Greetings from Olympia,
The 60-day legislative session is just over halfway finished. As a member of the Senate budget committee (Ways and Means), we worked late into the evening getting public input on bills that will have financial implications. The full Senate has begun working on approving (or voting against) legislation that started here in the Senate. Our deadline is Feb. 19. After that point, we’ll be looking at bills coming over from the House and giving them an honest assessment.
I am amazed at the number of bills that we have taken up. It is a never-ending stream of policies, from dictating what kinds of drinks can be on a kid’s menu in a restaurant to giving 17-year-olds the ability to vote.
Usually, the bills that make it all the way through the process get signed by the governor after the legislative session. However, there was one bill that was so important the governor signed it just the other day. To no one’s surprise, it was a $1 billion tax bill. Senate Bill 6492 was a “fix” to legislation approved last year that was so convoluted the state Department of Revenue was not sure it could collect the taxes. So, the majority got a do-over. Unfortunately, some of the same bad policies in the original bill remained.
I serve our district on the Senate Health and Long Term Care Committee. When we were holding public hearings on legislation, one thing was clear. We have a bit of a challenge on our hands keeping costs down, recruiting and retaining health-care providers and ensuring access across our state.
The tax “reform” bill, as they called it, does nothing to help the situation. In fact, it includes steep tax increases on nursing homes and health-care providers. Our state is legitimately facing a crisis when it comes to nursing-home closures because our state’s Medicaid reimbursement rates aren’t keeping up. Believe it or not, we are doing a worse job than Idaho and Oregon. Instead of having a frank conversation about where we are investing the extra $1 billion you sent Olympia to help keep nursing homes open, the majority has decided to tax them more.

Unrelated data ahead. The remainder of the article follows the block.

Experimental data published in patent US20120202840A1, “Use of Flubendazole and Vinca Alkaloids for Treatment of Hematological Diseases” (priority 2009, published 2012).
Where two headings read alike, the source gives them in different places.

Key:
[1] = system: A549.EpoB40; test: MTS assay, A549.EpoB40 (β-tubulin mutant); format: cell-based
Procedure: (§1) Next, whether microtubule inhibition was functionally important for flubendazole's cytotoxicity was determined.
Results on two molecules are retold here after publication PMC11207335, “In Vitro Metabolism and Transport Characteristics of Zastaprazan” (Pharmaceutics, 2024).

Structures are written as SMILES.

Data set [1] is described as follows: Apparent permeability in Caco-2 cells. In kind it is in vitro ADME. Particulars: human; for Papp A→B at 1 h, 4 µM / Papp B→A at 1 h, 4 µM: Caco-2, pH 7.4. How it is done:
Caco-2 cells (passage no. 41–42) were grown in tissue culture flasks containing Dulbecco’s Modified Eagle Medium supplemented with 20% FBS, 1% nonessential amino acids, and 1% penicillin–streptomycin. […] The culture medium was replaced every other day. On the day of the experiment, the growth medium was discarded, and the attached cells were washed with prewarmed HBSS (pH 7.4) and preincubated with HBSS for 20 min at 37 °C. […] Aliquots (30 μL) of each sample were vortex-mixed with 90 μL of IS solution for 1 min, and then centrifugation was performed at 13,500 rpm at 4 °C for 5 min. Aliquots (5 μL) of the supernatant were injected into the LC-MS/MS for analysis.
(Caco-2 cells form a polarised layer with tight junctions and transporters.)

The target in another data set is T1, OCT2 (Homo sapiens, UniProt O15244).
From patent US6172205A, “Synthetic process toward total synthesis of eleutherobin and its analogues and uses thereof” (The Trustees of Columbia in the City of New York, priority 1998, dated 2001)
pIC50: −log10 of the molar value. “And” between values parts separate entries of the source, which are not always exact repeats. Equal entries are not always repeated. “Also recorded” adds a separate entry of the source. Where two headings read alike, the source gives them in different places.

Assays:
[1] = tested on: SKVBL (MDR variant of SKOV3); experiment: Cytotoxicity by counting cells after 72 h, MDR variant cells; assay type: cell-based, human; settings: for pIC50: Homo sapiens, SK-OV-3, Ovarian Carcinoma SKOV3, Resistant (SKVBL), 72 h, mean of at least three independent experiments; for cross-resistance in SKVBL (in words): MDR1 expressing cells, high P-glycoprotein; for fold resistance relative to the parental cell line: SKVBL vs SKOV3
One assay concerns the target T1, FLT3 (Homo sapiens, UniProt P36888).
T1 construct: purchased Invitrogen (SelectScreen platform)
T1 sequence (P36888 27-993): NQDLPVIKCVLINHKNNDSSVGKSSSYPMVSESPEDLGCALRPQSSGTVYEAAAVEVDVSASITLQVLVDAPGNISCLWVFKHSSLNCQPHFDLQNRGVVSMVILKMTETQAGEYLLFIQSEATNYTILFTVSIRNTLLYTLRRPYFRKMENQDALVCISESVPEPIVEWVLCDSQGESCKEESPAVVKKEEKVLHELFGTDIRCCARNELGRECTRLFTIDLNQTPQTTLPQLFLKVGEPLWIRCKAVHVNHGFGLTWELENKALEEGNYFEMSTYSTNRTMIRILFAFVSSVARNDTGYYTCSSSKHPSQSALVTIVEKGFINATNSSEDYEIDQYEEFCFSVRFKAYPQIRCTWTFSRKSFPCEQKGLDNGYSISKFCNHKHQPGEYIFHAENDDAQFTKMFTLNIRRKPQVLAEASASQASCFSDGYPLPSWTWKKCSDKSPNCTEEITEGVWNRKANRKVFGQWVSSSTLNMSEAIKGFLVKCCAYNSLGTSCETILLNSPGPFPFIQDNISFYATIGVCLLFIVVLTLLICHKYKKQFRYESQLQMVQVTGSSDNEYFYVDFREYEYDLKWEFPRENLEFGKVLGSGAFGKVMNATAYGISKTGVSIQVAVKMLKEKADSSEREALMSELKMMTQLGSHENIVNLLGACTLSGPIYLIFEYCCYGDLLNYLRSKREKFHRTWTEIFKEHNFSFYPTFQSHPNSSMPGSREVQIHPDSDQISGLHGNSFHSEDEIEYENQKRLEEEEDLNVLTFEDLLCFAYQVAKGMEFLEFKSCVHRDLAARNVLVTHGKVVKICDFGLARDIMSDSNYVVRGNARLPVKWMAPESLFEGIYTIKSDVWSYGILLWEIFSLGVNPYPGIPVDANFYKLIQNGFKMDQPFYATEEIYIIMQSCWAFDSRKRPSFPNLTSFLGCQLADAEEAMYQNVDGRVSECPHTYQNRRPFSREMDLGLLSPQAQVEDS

The value of listening
When the session started, I authored an op-ed that appeared in the La Conner Weekly. It was titled “the value of listening.” Things like I discussed above are indicative of the problems we face here in Olympia. Please take a moment to read that by clicking here. Every day I see examples where we can do better for you by actually listening.
Here’s another good example. There has been a lot of discussion in transportation circles in your state Capitol about implementing what’s called a low carbon fuel standard. Sounds like a great idea to address climate change, but in practice it’s bad for our district and other rural parts of the state. It would add 57 cents to every gallon of gas and none of it would go back to improving roads. They tried this in California and the results have been clear. It is an expensive, regressive way to lower carbon emissions and one of the least effective.
Proponents are relegating fixing carbon onto the backs of the poor. Is that fair?
The first bill of my legislative career
Our district is heavily reliant on agriculture. We produce dozens of products that feed our state and the world. However, farms across the country and at home are facing challenges recruiting the next generation of farmers.
Under legislation I introduced that was approved unanimously just the other day by the state Senate, a pilot program would be revived to expose young workers to the agricultural industry through farm internships… read more.
Town Hall Weekend
We’ll have a bit of a break in the action down here in Olympia, and my seatmates and I will be hosting town halls in district. I encourage you to attend. See below for more information.
Saturday, Feb. 22, 2020
Mount Vernon WSU Extension Center
10:00 – 11 a.m.
Oak Harbor High School Student Union Building
1:30– 2:30 p.m.
Working with me in Olympia
You may have seen a Facebook post I did recently about some of the young men and women who work with me in Olympia. Jerry Coleman, Hailey Sarber and Rozzy Ware traveled from their homes in Stanwood and Mount Vernon to spend a week paging for the Washington State Senate at the Capitol in Olympia. They were three of the 20 students who served as Senate pages for the third week of the 2020 legislative session.
It was awesome having the opportunity to sponsor a group of friends. I hope this experience they had together is something they’ll remember fondly. It seemed that they all had a great time and learned a lot about the legislative process.
It is an honor to serve you. Please reach out to my office with any questions or concerns you may have about your state government.
Your 10th District State Senator